The LWF Blog
Fire Safety for Healthcare Premises – Fire Safety Audits – Part 71April 23, 2019 2:38 pm
In LWF’s blog series for healthcare professionals, the aim is to give information on best practice of fire safety in hospitals and other healthcare premises. In part 70, LWF looked at the difference between an annual audit of fire precautions, including management systems, staffing, compliance issues and resourcing, and a fire risk assessment as required by the Regulatory Reform (Fire Safety) order of 2005. In part 71, we will continue to look at the fire safety audit and what it should comprise.
As part of the audit, it is necessary for some areas to receive validation checks. For example, an examination of documentary evidence which supports the fire precautions policy is necessary; cavity barriers and fire stopping arrangements should be visually checked to ensure they remain intact and fit for purpose and should any remedial actions be necessary in any area, they should be initiated.
The fire audit team will be expected to spend time on all issues relating fire safety. For this purpose, full access to staff records will be required. Attention should be paid to the following areas:
– That the chief executive or a similar senior member of staff such as a board-level director has understood and accepted the responsibilities as set out in HTM 05-01.
– Fire safety policies have been written for all healthcare premises.
– A board-level director has been nominated as having responsibility for fire safety.
– A fire safety manager has been nominated.
– Competent healthcare fire safety advisers have been appointed.
– The annual business plans of all premises to include a rolling programme of installing and maintaining an adequate level of fire precautions in those premises.
– Fire Safety policies and emergency procedures are regularly reviewed and updated to reflect changes.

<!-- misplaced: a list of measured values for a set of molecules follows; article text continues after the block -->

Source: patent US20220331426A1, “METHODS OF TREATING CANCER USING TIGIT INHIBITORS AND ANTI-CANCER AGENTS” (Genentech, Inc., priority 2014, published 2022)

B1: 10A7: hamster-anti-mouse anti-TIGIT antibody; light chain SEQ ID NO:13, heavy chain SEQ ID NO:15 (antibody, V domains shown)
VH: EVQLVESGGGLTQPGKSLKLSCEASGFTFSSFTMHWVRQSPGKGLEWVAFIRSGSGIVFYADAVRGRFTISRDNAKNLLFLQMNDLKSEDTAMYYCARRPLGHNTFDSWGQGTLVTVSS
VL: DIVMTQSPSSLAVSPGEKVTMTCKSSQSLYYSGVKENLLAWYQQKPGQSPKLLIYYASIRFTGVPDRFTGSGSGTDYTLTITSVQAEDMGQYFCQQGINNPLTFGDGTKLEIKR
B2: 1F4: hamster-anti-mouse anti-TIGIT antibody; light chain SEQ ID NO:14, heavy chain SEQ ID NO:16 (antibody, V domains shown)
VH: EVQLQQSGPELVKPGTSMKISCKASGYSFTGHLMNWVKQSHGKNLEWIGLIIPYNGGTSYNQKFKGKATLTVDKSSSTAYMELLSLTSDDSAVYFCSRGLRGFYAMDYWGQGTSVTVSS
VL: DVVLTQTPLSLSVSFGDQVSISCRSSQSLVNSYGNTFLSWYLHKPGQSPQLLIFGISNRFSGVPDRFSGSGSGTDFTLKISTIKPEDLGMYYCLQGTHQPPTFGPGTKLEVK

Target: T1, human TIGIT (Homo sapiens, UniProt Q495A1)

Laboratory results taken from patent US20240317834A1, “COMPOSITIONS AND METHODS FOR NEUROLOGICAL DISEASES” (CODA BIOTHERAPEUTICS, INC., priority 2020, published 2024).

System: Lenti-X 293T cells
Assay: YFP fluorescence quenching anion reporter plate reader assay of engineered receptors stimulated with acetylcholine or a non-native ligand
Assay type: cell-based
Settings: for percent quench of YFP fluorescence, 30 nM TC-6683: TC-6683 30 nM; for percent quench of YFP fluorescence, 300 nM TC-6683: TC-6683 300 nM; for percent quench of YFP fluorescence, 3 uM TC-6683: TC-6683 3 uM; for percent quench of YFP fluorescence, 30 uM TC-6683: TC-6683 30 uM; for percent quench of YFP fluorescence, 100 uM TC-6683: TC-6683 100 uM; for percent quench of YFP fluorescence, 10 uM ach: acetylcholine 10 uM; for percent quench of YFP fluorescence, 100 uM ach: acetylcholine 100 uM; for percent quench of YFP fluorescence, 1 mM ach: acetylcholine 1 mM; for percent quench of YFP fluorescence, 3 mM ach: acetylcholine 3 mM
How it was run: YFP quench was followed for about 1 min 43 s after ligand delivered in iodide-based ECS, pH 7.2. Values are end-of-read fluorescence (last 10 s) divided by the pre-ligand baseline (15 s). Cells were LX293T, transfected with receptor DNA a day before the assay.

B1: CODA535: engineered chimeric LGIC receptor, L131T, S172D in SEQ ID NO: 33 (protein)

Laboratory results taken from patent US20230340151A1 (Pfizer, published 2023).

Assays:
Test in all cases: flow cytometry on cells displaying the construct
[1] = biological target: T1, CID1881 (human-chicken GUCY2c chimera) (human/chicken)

– Fire risk assessments are undertaken to ensure compliance with Regulatory Reform (Fire Safety) Order 2005 and these are updated on a continual basis to reflect ad-hoc changes, works etc.
– That procedures are in place for reporting serious fires in accordance with HTM 05-01.
– Training of all staff in accordance with HTM 05-01.
– Procedures are in place for alerting the fire service in case of fire and in accordance with HTM 05-03 Part B ‘Fire detection and alarm systems’.
In part 72 of this series, LWF will continue to look at those areas which should be addressed during a fire safety audit of healthcare premises. In the meantime, if you have any questions about this blog, or wish to discuss your own project with one of our fire engineers, please contact us.
Lawrence Webster Forrest has been working with their clients for over 25 years to produce innovative and exciting building projects. If you would like further information on how LWF and fire strategies could assist you, please contact Peter Gyere on 020 8668 8663.
While care has been taken to ensure that information contained in LWF’s publications is true and correct at the time of publication, changes in circumstances after the time of publication may impact on the accuracy of this information.